From Veraison to Harvest

Vidal grapes and Cabernet Franc grapes growing side by side.

Right now is an exciting time at the vineyard, and you don’t have to look far to see the changes.  No, it’s not Wyatt that I am talking about. It’s pretty exciting to watch him grow, too, but you will have to wait until Friday for me to tell you more about that!  For the last blog, I wrote about veraison, which is the color change that indicates grapes are beginning to ripen. This week I am going to talk to you about the timeline as we move from veraison to harvest season.

During the weeks following veraison, you will notice the vines getting “woodier”.  This is another indicator that they are putting all of their energy into making the grapes sweeter instead of continuing to spread. The grapes are growing plumper by the minute (this is called engustment), but this plumpness slows down airflow in the some of the clusters.  As a result, our vineyard workers Gene and Jacob have to watch closely to make sure the grapes aren’t being attacked by any fungus or bug infestations.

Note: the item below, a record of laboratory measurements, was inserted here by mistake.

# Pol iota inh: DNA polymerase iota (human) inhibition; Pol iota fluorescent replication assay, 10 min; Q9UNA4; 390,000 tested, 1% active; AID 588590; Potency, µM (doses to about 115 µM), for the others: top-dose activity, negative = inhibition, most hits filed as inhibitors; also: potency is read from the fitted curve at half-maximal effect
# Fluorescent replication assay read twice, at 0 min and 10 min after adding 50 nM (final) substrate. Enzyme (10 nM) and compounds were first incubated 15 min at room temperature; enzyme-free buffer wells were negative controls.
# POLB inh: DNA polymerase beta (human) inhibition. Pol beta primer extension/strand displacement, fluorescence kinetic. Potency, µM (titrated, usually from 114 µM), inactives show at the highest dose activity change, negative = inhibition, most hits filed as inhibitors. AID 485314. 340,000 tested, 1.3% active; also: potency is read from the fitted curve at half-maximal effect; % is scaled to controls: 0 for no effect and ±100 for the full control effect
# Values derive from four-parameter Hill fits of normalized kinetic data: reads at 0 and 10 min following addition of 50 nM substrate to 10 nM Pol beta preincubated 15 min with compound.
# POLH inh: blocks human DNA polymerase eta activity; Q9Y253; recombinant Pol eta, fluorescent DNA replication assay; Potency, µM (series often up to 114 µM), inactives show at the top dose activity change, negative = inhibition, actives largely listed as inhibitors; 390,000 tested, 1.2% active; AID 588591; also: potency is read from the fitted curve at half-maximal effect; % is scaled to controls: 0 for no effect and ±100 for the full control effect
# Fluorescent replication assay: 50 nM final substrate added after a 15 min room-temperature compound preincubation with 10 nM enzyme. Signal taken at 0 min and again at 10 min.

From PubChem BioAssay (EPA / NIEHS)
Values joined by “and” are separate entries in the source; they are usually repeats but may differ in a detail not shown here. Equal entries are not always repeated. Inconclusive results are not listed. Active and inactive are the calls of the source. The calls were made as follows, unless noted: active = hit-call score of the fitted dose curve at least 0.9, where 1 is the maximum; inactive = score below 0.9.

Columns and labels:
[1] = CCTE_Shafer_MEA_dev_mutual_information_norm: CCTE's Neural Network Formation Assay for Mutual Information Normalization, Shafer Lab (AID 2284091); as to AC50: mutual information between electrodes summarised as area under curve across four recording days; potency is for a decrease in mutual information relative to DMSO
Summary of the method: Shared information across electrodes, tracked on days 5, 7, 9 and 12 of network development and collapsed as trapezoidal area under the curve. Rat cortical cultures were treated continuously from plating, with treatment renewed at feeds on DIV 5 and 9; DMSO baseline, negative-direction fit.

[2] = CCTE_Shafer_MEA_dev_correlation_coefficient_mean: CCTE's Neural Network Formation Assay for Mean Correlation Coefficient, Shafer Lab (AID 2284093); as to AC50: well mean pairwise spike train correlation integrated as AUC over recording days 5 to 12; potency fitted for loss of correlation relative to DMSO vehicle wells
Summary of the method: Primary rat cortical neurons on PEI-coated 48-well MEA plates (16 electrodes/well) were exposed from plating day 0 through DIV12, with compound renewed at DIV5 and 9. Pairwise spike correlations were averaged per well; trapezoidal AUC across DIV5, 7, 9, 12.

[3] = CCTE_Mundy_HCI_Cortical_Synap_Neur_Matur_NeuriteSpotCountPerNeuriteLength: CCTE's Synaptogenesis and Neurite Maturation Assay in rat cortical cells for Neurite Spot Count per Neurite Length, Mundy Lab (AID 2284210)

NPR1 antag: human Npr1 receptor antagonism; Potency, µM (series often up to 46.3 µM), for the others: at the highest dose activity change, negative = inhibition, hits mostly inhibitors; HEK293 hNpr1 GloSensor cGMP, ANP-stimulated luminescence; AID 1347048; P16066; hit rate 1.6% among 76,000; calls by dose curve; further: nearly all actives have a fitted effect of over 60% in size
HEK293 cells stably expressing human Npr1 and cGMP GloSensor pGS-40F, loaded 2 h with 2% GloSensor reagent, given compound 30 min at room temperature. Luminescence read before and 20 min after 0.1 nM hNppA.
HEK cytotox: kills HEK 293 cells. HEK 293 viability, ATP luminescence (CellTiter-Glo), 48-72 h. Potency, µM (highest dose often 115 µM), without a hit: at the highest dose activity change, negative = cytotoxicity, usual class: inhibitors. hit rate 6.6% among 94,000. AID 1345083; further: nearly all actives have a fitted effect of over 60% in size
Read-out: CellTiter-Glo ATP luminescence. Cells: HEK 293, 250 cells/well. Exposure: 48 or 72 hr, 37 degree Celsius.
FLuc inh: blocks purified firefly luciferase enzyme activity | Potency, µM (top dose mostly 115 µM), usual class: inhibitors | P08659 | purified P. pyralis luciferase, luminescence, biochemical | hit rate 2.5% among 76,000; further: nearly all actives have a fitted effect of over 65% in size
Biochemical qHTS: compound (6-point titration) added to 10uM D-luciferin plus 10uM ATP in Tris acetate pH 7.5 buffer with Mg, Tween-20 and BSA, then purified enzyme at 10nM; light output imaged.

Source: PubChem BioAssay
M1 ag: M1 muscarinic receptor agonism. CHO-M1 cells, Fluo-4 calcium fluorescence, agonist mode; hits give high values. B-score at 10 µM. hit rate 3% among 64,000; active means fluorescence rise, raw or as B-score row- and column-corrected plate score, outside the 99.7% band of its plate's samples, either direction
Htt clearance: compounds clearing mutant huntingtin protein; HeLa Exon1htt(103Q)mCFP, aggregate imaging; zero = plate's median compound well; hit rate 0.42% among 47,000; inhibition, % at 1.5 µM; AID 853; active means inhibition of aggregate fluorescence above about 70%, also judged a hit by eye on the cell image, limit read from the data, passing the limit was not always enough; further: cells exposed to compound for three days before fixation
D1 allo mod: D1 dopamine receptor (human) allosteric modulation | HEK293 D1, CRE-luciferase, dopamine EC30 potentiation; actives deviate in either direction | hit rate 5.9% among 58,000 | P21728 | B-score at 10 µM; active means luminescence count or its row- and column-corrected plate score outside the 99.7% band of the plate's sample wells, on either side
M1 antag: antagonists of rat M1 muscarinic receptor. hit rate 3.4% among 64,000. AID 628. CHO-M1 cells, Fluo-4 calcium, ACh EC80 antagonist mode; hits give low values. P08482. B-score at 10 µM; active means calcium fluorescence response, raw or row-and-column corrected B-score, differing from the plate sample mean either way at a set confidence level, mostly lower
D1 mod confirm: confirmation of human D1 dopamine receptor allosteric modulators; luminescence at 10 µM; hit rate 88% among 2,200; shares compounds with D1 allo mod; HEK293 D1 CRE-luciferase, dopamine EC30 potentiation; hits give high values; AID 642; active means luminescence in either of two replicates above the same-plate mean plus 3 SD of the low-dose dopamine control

During this same time, they are taking samples from all different areas in each varietal lot to determine if the grapes are ready to harvest.  Because grapes ripen at different rates even on the same vine, they have to be sure to collect samples from all different rows, from different sides of the vines, and from different heights of the vine.  These samples are sent to Michael Shaps, our winemaker, so he can run tests to determine the levels of sugars (measured in brix), tannins, acids, and flavor compounds. He is waiting on the perfect combination of all of those factors to tell us that the grapes are ready to harvest. You can watch this informative video from Jordan Winery to see the entire process.

Meanwhile, we are also watching the weather very closely so we can choose to pick early if there are any threatening meteorological events that we need to schedule around.  Often, vineyards will choose to pick before a storm hits to keep their grapes from becoming damaged. We had to make this decision last year when Hurricane Florence was scheduled to dump several inches on us.  

Harvest season is often considered to be the most exciting time at a vineyard.  It is a time when the vineyard workers are able to see the fruits of their labors, when vintners are able to start their visions for next year’s wines, and when vineyard visitors are given a brief glimpse of all the work that goes on behind the scenes to produce their delicious favorites.